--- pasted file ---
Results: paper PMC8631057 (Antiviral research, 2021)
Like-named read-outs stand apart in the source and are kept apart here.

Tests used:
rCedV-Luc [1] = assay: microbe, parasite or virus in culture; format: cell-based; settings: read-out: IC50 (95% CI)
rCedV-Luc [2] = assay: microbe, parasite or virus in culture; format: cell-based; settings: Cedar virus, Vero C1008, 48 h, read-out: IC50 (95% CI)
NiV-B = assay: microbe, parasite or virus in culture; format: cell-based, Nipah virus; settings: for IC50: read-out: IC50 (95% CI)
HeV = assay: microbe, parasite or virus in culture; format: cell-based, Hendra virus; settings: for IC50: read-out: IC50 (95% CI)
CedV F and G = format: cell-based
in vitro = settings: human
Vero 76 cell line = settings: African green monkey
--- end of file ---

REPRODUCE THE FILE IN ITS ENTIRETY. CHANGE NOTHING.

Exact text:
Results: paper PMC8631057 (Antiviral research, 2021)
Like-named read-outs stand apart in the source and are kept apart here.

Tests used:
rCedV-Luc [1] = assay: microbe, parasite or virus in culture; format: cell-based; settings: read-out: IC50 (95% CI)
rCedV-Luc [2] = assay: microbe, parasite or virus in culture; format: cell-based; settings: Cedar virus, Vero C1008, 48 h, read-out: IC50 (95% CI)
NiV-B = assay: microbe, parasite or virus in culture; format: cell-based, Nipah virus; settings: for IC50: read-out: IC50 (95% CI)
HeV = assay: microbe, parasite or virus in culture; format: cell-based, Hendra virus; settings: for IC50: read-out: IC50 (95% CI)
CedV F and G = format: cell-based
in vitro = settings: human
Vero 76 cell line = settings: African green monkey